“I don’t have any words to explain it. If there were words: It’s devastating. It’s horrible.”
This is what third-year student Camila Negron-Rodriguez said of the horrific damage done to her home in Puerto Rico in the wake of Hurricane Maria.
The damage from the hurricane has destroyed her family’s home, which she says is now unrecognizable. She was able to connect with her mother and learned that she and her dogs were safe.
Negron is one of 93 students from Puerto Rico enrolled at the University of Dayton. Some, like Negron, have spent the last few days excruciatingly waiting to connect and hear from family and friends who are still back home.
“The last 24 hours have been very stressful for all of us, since we are so far away from home. Some of our homes suffered a lot of damage and the pictures definitely don’t make justice for what is happening in Puerto Rico right now,” she said.
Social media has allowed students to receive of updates, either from their family or of their hometowns. Through Snapchat, Negron has seen many of her friends helping people who are stuck in their houses escape the floods.
Negron says that she and other UD students do feel guilt that they aren’t able to offer that kind of hands-on help.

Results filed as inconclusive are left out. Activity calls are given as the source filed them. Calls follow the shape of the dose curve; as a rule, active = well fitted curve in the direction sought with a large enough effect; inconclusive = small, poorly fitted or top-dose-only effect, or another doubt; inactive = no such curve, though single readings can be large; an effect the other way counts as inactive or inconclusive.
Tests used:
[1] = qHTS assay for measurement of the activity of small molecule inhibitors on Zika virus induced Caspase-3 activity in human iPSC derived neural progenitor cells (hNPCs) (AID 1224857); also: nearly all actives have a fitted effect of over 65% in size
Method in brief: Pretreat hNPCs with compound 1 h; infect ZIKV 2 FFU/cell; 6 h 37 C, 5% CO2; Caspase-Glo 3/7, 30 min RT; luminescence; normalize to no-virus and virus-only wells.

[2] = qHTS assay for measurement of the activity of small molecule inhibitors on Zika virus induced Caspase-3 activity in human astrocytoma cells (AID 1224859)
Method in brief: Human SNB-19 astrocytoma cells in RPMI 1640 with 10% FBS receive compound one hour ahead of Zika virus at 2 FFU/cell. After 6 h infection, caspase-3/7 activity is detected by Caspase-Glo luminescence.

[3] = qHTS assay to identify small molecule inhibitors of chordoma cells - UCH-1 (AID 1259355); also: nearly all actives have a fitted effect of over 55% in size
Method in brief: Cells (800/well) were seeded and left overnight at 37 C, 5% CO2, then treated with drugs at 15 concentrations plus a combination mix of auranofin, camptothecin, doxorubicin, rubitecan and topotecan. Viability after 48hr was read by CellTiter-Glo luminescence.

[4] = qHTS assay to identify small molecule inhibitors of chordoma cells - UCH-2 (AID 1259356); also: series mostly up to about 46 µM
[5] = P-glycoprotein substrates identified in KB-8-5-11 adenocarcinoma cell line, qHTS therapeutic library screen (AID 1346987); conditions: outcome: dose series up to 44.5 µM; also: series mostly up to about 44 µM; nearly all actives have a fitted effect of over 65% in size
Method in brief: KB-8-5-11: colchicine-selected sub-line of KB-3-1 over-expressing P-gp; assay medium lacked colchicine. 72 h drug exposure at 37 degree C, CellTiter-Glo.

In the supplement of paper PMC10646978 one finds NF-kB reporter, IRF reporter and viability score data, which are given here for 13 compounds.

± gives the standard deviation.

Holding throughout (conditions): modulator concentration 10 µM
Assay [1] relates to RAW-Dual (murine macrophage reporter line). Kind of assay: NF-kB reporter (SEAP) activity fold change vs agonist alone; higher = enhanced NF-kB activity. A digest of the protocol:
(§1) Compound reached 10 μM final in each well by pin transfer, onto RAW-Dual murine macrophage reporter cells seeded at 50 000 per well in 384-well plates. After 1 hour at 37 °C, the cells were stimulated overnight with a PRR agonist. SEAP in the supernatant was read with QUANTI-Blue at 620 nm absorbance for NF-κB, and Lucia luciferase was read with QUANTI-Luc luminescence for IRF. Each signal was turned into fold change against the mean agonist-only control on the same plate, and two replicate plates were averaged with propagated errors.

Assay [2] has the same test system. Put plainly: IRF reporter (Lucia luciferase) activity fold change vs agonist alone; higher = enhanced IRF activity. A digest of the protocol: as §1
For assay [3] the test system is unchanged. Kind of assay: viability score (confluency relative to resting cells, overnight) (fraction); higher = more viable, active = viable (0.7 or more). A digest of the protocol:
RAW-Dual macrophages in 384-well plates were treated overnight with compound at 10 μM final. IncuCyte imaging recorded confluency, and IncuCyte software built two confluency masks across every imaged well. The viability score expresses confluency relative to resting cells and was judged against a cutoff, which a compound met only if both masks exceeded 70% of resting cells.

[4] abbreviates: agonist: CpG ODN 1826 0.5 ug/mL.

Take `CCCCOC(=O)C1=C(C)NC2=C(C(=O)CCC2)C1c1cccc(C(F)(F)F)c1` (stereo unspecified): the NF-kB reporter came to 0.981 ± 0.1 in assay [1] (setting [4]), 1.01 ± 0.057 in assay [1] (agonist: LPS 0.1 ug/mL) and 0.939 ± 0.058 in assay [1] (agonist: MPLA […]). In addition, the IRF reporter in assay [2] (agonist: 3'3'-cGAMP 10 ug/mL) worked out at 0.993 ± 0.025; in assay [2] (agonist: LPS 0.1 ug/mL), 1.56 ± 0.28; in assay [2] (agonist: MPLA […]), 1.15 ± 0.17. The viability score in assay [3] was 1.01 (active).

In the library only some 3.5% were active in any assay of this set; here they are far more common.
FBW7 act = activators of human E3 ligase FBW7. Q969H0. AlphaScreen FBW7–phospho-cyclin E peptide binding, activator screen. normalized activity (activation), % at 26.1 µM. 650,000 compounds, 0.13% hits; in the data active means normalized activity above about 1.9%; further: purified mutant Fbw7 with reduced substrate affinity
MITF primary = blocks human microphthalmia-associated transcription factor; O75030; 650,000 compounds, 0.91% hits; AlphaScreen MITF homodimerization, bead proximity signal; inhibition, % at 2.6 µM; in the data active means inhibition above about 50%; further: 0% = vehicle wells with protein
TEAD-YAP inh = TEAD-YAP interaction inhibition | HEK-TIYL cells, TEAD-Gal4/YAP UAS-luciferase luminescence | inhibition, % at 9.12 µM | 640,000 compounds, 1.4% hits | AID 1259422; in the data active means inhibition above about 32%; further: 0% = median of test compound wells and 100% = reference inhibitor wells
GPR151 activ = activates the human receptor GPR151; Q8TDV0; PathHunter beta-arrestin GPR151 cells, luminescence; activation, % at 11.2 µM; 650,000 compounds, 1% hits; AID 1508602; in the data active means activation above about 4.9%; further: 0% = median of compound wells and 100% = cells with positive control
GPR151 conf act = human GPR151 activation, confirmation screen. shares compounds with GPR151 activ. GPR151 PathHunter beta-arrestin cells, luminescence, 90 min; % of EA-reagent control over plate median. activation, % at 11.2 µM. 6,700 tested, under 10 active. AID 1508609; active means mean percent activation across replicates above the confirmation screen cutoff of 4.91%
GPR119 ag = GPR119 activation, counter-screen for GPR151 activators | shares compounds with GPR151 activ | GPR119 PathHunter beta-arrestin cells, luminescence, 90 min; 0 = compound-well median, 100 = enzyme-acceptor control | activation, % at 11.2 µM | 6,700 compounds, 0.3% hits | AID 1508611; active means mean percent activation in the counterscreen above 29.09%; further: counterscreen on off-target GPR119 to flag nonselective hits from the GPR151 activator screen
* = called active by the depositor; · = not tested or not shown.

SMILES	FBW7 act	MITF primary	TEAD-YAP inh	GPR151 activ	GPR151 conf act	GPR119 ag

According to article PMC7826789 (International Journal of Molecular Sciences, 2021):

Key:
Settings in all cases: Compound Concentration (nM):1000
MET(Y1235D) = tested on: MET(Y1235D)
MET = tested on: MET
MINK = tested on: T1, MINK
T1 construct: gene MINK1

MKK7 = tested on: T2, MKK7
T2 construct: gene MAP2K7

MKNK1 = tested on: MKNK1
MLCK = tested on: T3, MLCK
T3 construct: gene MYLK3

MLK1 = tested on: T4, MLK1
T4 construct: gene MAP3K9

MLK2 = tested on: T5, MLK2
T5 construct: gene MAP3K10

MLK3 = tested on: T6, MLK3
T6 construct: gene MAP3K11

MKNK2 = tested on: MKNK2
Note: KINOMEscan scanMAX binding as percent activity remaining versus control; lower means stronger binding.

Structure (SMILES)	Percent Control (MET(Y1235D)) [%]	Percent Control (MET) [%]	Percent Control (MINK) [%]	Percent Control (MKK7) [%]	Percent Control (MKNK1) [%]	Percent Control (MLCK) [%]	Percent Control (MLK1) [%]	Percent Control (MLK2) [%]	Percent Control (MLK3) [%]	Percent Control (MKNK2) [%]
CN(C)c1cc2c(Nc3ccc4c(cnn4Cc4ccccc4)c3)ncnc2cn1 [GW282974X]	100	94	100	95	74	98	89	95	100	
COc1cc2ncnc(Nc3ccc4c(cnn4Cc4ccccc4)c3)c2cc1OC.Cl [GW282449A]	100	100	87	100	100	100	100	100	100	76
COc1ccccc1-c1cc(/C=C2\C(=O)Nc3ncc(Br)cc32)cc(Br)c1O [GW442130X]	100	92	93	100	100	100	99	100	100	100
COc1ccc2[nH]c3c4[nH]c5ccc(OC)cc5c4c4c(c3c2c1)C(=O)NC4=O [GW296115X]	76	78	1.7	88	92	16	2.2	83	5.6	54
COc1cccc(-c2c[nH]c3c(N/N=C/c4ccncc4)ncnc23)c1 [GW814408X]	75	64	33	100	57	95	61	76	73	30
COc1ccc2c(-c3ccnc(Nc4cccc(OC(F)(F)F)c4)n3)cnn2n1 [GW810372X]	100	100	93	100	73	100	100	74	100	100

“It’s that feeling you get — you just want to get on an airplane and fly there. But, we can’t,” Negron said.
They are doing what they can. About 20 to 30 Puerto Ricans students from campuses across the nation started a group chat that has grown to more than 200 students nearly overnight. The group discusses ways in which they can help with hurricane relief.
Beatriz Roselló, Puerto Rico’s first lady, assisted in the establishment of Unidos Por Puerto Rico, an initiative to assist those affected by hurricanes Irma and Maria. Negron and several of her peers joined the campaign and also created a GoFundMe page where they have raised more than $10,000 of their $15,000 goal in the last 24 hours.
“It has been pretty amazing how much we’ve been able to do in such little time,” Negron said. “We say this is just the beginning because there is so much more to be done. This is just one step forward.”
The ringing of a bagpipe filled the white tent that occupied the Central Mall September 13 as students gathered to celebrate the international student body at the University.